What is CBT (Cognitive Behavioral Therapy) and why it is effective with adolescents?

CBT: An effective psychotherapeutic approach for adolescents

The effectiveness of CBT for various psychological problems has been researched more extensively than any other psychotherapeutic approach.  Several studies reveal that CBT is more effective than medication alone for the treatment of anxiety and depression.  I find CBT to often be a match for my adolescent clients because there is usually some faulty thinking going on to some extent, such as catastrophizing or mental filtering, for example.  And due to this faulty thinking, the client, let’s just say, is not feeling optimal.  CBT offers a very concrete format that usually resonates with adolescents, who strive off of a more structured approach that is under their control.

When presenting CBT to a client initially, I think it’s most important to discuss the efficacy of it for the client to buy in and then introduce the basic principles of the modality. “You think how you  feel” is a good way of summing up CBT.  Often, individuals have common thinking errors but there are ways to counteract skewed thinking.  Even when circumstances and other people in one’s life are unlikely to change for the better, the client can still make positive changes.  This offers the adolescent some real hope.

After discussing the basic themes of CBT, it’s important to the chart the course or define problems and set goals with the adolescent.  This allows the client to see where their problems are springing from and develop specific and attainable goals for their emotional future.  Perhaps an adolescent had made the attempt to deal with worries and ideas about themselves on a frequent basis before, but it actually ended up being counterproductive in the long term.  CBT gives more alternative strategies to produce long term benefits.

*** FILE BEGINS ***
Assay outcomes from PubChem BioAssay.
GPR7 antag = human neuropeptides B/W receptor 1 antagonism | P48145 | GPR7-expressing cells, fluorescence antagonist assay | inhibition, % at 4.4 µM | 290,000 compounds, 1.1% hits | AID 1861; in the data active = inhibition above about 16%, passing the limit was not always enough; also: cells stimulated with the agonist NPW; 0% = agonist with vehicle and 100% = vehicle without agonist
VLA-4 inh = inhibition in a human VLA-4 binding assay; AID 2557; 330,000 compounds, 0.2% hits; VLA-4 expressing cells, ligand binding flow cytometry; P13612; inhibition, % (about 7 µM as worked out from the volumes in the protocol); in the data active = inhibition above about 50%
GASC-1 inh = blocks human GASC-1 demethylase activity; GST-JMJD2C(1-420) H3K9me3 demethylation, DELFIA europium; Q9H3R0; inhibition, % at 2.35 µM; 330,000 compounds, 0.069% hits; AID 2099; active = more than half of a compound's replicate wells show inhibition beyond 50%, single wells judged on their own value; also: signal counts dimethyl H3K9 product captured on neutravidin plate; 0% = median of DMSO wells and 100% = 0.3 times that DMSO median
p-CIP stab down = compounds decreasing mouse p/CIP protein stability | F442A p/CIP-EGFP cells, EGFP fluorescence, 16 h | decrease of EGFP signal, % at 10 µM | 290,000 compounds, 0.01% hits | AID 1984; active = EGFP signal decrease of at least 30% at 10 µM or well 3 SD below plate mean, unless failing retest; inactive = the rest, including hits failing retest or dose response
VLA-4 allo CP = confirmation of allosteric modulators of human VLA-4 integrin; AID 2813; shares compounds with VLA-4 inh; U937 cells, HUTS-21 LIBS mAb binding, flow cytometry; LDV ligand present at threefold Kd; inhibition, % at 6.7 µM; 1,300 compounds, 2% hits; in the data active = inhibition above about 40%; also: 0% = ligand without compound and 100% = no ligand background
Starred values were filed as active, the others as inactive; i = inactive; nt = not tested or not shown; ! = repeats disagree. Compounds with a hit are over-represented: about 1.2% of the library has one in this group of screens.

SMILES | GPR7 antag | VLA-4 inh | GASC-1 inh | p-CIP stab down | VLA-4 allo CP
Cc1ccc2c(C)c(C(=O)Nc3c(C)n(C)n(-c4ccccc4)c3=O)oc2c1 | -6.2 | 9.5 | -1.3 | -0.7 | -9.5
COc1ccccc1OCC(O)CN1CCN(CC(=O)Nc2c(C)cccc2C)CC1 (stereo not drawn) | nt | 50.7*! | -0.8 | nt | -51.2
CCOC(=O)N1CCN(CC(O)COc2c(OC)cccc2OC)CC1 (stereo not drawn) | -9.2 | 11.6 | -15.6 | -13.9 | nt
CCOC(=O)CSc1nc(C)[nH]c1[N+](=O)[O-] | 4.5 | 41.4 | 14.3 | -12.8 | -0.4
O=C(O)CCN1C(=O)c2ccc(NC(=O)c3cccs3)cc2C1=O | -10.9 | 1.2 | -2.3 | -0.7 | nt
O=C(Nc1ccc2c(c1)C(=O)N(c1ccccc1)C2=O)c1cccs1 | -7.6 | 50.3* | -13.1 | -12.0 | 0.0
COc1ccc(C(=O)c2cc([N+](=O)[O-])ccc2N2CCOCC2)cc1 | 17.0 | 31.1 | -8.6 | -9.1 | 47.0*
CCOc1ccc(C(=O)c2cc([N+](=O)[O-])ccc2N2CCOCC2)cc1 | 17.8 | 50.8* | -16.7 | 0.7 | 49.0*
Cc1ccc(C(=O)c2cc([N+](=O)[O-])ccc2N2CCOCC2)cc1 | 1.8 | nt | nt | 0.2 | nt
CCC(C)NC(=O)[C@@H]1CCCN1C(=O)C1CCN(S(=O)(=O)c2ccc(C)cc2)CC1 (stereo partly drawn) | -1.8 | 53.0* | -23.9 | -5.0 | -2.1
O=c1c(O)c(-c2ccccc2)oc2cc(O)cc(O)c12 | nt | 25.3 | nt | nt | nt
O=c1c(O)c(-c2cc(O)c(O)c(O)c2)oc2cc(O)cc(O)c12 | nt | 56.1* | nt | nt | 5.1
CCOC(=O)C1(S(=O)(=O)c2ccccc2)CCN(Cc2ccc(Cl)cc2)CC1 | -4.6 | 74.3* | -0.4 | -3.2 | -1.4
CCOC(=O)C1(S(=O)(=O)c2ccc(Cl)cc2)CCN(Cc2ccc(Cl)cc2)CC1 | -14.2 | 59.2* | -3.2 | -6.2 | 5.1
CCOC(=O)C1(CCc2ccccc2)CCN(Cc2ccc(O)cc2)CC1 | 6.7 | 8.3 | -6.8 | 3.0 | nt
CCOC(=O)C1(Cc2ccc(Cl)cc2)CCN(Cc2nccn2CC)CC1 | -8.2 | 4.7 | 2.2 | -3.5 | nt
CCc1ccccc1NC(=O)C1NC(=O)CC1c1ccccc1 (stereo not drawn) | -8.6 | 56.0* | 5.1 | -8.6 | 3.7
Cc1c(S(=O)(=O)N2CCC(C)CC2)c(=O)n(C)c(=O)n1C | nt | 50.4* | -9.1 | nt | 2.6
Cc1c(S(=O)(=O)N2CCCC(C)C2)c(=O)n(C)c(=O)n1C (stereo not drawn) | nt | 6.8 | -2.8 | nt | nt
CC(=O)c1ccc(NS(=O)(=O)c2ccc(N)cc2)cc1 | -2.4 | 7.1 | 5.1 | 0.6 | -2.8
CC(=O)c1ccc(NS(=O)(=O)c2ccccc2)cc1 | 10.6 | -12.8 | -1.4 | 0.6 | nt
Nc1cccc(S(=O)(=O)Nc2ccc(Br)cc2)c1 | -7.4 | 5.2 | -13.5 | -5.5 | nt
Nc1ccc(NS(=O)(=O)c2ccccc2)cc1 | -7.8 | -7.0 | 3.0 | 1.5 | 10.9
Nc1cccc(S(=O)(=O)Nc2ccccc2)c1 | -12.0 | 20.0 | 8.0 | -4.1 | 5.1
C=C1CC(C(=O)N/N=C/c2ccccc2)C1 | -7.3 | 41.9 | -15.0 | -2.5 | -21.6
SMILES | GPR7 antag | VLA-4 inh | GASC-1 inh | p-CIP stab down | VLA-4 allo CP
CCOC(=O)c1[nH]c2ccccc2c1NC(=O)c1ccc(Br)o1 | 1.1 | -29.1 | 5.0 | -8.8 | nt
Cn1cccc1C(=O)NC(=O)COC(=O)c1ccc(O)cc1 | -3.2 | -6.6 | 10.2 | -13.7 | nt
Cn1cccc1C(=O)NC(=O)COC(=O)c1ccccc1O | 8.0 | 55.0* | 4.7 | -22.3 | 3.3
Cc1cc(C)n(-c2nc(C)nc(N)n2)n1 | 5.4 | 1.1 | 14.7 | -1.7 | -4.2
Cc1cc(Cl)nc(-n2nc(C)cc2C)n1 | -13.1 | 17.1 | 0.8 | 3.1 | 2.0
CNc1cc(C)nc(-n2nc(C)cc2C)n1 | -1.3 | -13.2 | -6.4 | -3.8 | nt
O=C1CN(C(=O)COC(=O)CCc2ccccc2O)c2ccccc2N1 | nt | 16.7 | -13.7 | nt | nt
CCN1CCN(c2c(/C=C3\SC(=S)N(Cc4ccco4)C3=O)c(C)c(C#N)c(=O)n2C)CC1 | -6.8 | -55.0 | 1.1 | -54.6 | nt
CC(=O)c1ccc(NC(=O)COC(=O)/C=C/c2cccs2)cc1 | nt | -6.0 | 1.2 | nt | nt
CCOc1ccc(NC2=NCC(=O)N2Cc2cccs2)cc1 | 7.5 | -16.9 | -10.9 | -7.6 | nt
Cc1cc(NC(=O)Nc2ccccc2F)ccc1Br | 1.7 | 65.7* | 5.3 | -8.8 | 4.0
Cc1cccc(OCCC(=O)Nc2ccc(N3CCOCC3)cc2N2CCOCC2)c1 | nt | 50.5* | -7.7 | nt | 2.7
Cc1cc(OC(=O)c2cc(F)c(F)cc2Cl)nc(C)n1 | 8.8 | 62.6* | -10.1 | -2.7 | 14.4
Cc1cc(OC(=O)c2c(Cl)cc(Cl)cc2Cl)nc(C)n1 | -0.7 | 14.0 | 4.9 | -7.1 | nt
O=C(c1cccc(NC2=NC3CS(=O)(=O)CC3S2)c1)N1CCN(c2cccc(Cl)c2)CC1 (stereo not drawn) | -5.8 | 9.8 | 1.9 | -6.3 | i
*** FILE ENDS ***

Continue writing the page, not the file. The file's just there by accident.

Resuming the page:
Actions, of course, speak louder than words.  While correcting one’s thinking is an important endeavor and the “meat and potatoes” of CBT, all of one’s efforts to think in a healthy way could fall apart at the seams unless one can translate new beliefs into new actions. A lot of this involves manageable exposure, where one can successfully experience facing one’s fears and mastering them and taking it step by step.  Let’s assume anxiety is a symptom with client, for example. Clients can rate their experiences in terms of how fearful they are of them, and eventually override these anxieties through a step-by-step approach in which they continue to put themselves in more challenging situations that trigger anxiety, as they progress.  By exposing themselves to new situations, clients will often realize that the actual event wasn’t as bad as their mind pictured it to be.

You often hear that CBT ignores the past, which is actually a myth. CBT concentrates on how your current thinking and behavior cause your current difficulties.  This part aids you in recognizing experiences from your past that may have lead you to form certain types of beliefs about yourself, other people, and the world around you.  Assigning updated and more accurate meanings to past events really can make a difference to the way an adolescent can experience life today.  So, the past shouldn’t be ignored!

CBT is a very effective tool for adolescents in promoting positive change and a life full of new perspectives and meaning.  While I believe it is not the end all be all to solving issues, usually some benefit can be seen if effectively delivered and appropriately incorporated into therapy sessions.

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Ryan Long, MSW, LICSW



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